Product: Anon M1 Goggle
Days Tested: 25+
[Editor's Note: Having spent more time in the M1, Will Brown has updated his review. Pay particular attention to the Optics section.]
As I said in my review of the Smith I/O goggle, “if you’re serious about shredding in all conditions, from whiteout to bluebird, having multiple lenses at your disposal is crucial.”
For any serious rider, this is still true. However, as soon as I heard about the Anon M1, I knew my claim that the system on the I/O makes changing lenses “about as easy as it has ever been” was up for revision. Sure enough, Smith’s lens swapping system is simple and works very well but, for the record, it’s no longer the easiest or the quickest to use. I’ve also found that Anon has given Smith and Oakley a real run for their money in terms of optics and lens quality.
Anon has been working on a new approach to interchangeable lens technology that’s free of a mechanical locking system like those found on the I/O and the newer Airbrake.
Anon’s strategy for simpler, quicker lens changes? Magnets.
New for the 2012-2013 season, the M1 goggle features an interchangeable system in which the lens is held in place by six neodymium magnets seated around the perimeter of the frame.
The system is slick. You just pull the lens off and drop in a different one to make the change—there are no tabs and latches to deal with.
We were eager to see how the M1 would stack up against the popular I/O and Airbrake. But like many people, we had some questions about the practicality and on-snow function of Anon’s new design.
In order to frame those questions, I’ll start with the strict functionality of the M1’s lens mechanism.
After the first day of testing, one thing was very clear: the M1’s “Magna-Tech” system is incredibly easy to use. No real surprise there. It’s hard for me to imagine how an interchangeable design could be made more efficient. Prying at either of the lens’ bottom, outer magnets will partially detach it from the frame. With one of the corner magnets lifted, you can pull the lens free in a second (literally).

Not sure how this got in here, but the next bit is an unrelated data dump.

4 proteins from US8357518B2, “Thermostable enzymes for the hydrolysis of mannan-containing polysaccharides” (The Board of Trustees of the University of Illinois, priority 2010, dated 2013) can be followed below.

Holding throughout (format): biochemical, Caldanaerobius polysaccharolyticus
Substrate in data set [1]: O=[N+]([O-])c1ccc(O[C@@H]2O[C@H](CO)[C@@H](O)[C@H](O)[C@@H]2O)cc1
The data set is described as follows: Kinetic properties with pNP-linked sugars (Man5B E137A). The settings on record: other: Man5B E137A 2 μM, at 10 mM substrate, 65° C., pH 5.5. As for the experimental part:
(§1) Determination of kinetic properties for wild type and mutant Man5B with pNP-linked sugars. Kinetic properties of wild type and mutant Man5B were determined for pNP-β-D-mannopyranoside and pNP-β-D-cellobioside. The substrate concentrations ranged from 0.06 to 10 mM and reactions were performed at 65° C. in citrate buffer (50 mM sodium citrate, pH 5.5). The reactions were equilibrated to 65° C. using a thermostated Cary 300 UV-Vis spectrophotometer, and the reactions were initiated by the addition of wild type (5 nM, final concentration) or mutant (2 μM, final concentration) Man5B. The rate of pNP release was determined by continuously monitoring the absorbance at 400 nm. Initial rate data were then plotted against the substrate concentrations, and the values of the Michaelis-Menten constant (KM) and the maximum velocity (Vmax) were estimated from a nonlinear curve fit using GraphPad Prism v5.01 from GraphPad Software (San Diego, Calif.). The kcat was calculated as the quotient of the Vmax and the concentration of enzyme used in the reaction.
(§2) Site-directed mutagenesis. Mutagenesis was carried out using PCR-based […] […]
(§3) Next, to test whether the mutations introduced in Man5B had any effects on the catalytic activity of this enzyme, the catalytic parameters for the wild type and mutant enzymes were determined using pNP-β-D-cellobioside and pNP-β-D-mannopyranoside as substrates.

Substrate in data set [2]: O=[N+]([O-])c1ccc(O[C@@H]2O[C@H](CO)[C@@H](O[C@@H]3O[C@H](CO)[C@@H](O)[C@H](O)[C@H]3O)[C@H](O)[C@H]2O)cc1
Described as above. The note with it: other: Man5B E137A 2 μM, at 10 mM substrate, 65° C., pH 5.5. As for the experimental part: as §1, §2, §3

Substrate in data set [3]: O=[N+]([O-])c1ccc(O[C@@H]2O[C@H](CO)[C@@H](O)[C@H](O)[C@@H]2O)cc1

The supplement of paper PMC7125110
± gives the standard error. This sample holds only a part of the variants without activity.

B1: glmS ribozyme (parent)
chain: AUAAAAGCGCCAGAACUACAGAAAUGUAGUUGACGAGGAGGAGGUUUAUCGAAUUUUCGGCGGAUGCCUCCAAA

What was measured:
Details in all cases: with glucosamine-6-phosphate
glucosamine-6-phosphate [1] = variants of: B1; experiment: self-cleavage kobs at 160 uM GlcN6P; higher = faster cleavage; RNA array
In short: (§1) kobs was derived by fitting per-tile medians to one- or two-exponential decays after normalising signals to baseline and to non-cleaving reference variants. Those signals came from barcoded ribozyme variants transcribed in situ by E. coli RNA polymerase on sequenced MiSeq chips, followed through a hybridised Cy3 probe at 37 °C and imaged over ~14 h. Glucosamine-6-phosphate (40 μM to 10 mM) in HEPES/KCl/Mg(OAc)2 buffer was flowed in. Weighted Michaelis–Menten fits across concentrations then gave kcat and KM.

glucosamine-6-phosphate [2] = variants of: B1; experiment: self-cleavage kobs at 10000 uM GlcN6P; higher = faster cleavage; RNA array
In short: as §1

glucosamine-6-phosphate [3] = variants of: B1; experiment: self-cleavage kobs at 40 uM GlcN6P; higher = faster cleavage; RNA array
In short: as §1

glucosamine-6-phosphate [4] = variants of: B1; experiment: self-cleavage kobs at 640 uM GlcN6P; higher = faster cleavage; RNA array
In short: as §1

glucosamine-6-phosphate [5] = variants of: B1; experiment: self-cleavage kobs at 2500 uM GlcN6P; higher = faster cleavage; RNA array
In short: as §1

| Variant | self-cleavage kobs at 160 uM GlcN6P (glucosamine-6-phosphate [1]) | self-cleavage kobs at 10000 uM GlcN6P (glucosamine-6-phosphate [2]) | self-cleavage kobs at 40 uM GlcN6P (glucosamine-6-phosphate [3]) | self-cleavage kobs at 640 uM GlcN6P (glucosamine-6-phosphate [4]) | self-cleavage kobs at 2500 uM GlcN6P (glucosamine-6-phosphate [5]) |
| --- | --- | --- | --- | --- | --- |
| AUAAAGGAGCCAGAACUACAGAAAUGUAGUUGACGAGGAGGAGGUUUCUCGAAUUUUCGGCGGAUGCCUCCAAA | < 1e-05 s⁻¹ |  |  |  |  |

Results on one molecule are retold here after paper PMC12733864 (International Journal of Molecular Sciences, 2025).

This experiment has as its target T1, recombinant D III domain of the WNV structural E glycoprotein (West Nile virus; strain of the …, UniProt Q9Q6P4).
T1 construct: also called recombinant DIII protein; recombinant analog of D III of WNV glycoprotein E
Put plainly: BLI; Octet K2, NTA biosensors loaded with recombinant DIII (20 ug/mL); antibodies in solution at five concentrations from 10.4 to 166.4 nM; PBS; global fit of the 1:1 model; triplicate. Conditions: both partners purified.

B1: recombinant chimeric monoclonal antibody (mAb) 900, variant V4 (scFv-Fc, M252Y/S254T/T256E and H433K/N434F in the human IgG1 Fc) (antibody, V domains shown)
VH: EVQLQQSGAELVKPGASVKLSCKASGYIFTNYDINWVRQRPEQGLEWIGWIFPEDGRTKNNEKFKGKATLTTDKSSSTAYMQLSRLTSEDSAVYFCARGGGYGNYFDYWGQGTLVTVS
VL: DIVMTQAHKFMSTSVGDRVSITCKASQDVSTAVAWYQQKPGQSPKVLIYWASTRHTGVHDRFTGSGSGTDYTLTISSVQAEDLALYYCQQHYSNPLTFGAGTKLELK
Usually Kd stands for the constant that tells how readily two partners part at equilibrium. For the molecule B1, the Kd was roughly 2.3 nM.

To drop in a lens, generally align the magnets on the top of the frame with those on the lens and let go; everything snaps in nicely. It’s not impossible for the lens to seat slightly off so that not all the magnets are engaged fully, but I’ve never experienced this when following the steps just described. Yes, you can pull the lens on and off while the goggles are still on your face (and, yes, the look people give on the chairlift will be one of confusion).
The M1’s entire lens swap procedure is far less involved than the Smith’s I/O’s or the Switchlock system on the Oakley Airbrake, but it still requires a little finesse. There is a basic method to changing the M1’s lens—it’s not easy to yank off any which way. (Try peeling a sticker without first lifting one of the corners.) The video below makes swapping the lens out while wearing the goggle look incredibly easy, and I can vouch—once you get a feel for the frame and where the lower magnets are, it is that easy.
Like the Smith I/O, I noticed that the M1’s frame is pretty flexible on its own; it bends and twists to a certain degree. Torquing either end of the frame doesn’t cause the lens to dislodge whatsoever but I found that if I pinched the goggles under the nose piece and the top of the frame while pulling hard on the strap (as you might do in pulling the goggles on over a helmet), some of the magnets would disengage momentarily as the frame gave slightly. The lens was secure once the goggles were in place.
The M1 we received is a pre-production sample. We are told that the frame on the production model will be noticeably more rigid, and this slight issue with the magnets disconnecting will be fixed.
This brings me to what is probably the most important point about the M1, and something that most people are likely to be skeptical about: lens retention.
The M1’s lens may be wonderfully simple to swap out, but if there’s a good chance it won’t stay put when you need it to (i.e. during a nice tomahawk) then what’s the point?
The most difficult conditions to ski in are not due to poor snow conditions, but poor light conditions. The Oakley Airbrake is highly recommended for anyone looking for easy lens-changing ability and outstanding optics.
Smith Optics does interchangeable lenses right.
The Völkl Katana is just as happy to float and slarve through fresh as it is to destroy crud at mach speeds.